Slideshow Outlines Cyberwar Training for Chinese Students

March 24, 2014 Updated: March 24, 2014

Computer science students in China are exhorted to “shoulder the responsibility of safeguarding [China’s] cyber sovereignty, and engage in the arduous task of cyber battle,” according to an “Introduction to Computing” presentation from China’s East China University of Science and Technology.

The slideshow for students, written in Chinese and dated March 20, gives a glimpse of the ideas being taught to China’s computer science students, as well as the ideology behind the hackers launching attacks on the West.

One slide has a military figure wearing helmet and goggles telling the viewer, “You’re also a cyber trooper.”

It is soon followed by a slide with a picture of former NSA contractor Edward Snowden, who stole and leaked documents on the NSA’s spying programs.

After telling the students about U.S. spying programs, the slide asks students, “Have you been surveilled?” Then, after painting the United States as an enemy, it says, “As a Chinese person, what can I do?”

The document then goes through the class syllabus and outlines the types of training students will undergo. It notes that the main features of cyberwar “hacking attacks, spreading viruses” as well as interfering with signals and destroying targets.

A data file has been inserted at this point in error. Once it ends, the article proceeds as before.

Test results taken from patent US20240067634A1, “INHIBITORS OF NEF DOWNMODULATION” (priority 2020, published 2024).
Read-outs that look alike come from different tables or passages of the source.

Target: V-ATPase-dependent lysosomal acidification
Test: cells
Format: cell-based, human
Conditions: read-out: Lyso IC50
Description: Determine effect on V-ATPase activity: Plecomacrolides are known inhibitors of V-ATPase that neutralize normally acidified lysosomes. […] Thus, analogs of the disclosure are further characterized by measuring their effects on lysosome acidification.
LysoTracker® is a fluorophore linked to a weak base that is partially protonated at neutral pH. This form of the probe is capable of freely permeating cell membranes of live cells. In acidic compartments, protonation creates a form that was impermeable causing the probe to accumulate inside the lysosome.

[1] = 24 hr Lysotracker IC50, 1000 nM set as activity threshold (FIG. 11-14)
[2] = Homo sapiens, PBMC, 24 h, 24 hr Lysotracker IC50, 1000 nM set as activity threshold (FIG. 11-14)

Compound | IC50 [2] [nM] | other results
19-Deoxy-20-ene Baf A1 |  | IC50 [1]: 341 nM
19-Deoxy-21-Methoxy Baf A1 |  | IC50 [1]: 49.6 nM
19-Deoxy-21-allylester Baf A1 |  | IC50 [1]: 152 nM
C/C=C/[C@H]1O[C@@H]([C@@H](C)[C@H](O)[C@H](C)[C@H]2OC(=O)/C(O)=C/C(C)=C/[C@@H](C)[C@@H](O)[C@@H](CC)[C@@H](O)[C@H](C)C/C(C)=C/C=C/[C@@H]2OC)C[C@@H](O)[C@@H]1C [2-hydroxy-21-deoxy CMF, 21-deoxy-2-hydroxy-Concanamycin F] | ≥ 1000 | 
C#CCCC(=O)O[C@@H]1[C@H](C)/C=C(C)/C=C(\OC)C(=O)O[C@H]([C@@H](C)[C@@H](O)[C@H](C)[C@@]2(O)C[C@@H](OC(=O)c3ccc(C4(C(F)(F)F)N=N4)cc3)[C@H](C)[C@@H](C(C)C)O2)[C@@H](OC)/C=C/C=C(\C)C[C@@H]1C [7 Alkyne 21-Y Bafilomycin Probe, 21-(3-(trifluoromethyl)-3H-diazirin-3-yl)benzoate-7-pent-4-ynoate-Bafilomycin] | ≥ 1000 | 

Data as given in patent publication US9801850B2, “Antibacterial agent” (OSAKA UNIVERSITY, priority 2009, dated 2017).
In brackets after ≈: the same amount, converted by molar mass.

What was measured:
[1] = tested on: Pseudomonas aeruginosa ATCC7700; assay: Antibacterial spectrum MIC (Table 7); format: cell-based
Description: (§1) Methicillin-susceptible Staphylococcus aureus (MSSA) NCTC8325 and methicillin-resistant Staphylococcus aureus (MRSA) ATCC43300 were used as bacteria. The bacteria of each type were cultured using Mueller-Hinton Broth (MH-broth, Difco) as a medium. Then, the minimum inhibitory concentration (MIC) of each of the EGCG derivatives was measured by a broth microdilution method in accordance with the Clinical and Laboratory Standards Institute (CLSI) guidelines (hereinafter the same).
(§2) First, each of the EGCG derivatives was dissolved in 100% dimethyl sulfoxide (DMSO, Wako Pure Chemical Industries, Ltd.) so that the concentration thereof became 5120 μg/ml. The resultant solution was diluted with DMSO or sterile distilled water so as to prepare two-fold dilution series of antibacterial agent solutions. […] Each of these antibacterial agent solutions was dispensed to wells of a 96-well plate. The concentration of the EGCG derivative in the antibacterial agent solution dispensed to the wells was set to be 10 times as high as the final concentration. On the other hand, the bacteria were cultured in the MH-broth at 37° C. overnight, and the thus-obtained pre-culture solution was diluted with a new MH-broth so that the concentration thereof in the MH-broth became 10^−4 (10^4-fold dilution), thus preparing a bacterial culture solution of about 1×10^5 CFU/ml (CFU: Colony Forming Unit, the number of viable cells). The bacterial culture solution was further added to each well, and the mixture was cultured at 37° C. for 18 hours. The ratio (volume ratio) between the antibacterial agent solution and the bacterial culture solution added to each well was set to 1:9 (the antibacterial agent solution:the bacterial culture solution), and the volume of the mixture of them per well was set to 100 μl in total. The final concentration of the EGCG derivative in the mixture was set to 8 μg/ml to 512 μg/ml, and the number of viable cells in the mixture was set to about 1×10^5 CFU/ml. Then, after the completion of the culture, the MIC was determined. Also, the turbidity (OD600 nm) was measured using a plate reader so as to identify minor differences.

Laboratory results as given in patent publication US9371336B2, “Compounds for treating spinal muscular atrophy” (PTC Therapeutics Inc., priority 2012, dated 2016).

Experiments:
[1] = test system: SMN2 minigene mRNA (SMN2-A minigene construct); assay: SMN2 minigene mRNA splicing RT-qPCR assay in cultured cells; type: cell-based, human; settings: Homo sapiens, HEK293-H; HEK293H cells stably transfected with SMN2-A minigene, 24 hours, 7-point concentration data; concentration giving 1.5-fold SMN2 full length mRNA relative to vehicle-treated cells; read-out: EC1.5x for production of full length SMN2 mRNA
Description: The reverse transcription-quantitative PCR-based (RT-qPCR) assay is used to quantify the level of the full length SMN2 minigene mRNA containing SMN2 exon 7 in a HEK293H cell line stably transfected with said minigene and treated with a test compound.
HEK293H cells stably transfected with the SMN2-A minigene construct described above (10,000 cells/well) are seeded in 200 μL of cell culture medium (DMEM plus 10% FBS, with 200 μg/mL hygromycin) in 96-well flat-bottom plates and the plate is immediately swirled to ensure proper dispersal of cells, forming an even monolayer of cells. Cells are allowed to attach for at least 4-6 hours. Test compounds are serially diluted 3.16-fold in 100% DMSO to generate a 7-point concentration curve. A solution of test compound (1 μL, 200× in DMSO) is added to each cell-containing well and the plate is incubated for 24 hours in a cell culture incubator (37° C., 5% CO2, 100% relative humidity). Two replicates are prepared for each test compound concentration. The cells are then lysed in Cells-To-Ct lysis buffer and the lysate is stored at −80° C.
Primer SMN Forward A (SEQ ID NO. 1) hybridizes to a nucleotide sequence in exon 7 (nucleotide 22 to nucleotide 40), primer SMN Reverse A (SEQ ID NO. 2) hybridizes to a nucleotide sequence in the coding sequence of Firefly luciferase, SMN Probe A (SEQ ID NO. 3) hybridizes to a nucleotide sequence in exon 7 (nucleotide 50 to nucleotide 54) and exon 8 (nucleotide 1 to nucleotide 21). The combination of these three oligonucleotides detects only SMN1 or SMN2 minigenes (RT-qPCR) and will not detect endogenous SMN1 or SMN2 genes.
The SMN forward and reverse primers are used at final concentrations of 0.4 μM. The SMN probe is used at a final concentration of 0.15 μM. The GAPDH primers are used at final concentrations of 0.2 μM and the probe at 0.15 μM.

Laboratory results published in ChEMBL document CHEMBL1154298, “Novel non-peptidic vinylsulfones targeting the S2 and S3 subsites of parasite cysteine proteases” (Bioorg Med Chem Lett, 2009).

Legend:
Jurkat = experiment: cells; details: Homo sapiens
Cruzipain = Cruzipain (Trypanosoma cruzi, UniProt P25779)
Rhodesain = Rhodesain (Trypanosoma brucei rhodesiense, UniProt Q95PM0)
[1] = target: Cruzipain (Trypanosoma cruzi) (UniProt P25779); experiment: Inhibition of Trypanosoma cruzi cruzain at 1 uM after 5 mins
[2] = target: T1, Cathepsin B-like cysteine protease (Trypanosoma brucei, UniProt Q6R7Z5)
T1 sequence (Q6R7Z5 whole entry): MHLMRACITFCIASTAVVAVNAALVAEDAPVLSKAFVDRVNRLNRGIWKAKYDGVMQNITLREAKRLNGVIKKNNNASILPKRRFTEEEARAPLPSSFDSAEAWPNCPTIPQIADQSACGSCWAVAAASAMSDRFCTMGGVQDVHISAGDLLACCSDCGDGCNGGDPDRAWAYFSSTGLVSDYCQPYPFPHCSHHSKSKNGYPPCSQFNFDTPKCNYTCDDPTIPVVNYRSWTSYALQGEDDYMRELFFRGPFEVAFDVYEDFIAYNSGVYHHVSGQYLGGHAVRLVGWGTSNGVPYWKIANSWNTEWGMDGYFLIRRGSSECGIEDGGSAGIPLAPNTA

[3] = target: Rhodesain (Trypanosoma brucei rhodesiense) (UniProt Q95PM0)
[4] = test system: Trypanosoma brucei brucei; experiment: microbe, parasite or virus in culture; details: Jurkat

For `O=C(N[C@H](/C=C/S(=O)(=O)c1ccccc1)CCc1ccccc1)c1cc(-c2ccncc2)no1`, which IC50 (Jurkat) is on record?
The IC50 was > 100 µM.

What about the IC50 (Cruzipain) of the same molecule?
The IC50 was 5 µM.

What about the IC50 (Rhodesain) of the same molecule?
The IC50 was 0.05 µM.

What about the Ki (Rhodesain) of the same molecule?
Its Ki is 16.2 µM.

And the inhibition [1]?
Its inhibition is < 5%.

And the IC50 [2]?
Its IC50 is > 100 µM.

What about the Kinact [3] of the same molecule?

In what’s presented like any other university class schedule, it tells students that during classes students will divide into three teams. One team is on “attack,” another on “defense,” and a third on “design.”

It explains the logic behind these roles a bit further, noting the three units for cyberwar are the “attack and interference unit, defense and resistance unit, and safeguard and protect unit.”

Enter ‘The Matrix’

The syllabus advises students that “Baidu and Google are the best teachers,” which is ironic since Google is banned in China.

It also recommends that students learn about hacker culture by watching American films including “Hackers,” “Swordfish,” and “The Matrix.” Most Western hackers would likely roll their eyes, as they often poke fun at the over-the-top way hackers are portrayed by Hollywood.

The slideshow follows news that China’s main security and police university, the People’s Public Security University in Beijing, also trains hackers for cyberattacks. The university is part of China’s Ministry of Public Security.

The police university class that holds the training, The Network and Defense Laboratory, uses Chinese software designed to train operatives in cyberwarfare and spying, according to the Washington Free Beacon, which cites unnamed government sources.

The Free Beacon reports that the software used to train Chinese hackers, SimpleISES, is used by more than 30 universities throughout China, and notes “Analysts say SimpleISES is a key element behind China’s large-scale military related cyber attacks abroad.”

China’s hacker training programs at its universities have also been shown to have military involvement. The Free Beacon reported that China’s Wuhan University has supported Chinese military cyberattacks on the West and has funding from several Chinese military organizations. 

The Pentagon had cited China’s opaque connections between civilian and military programs in a 2013 report to Congress, when it first acknowledged the Chinese military’s involvement in cyberattacks on the West.

It states that China places a high priority on a policy to integrate its civil and military sectors to develop technology and an industrial base to “serve both military and civilian requirements.”

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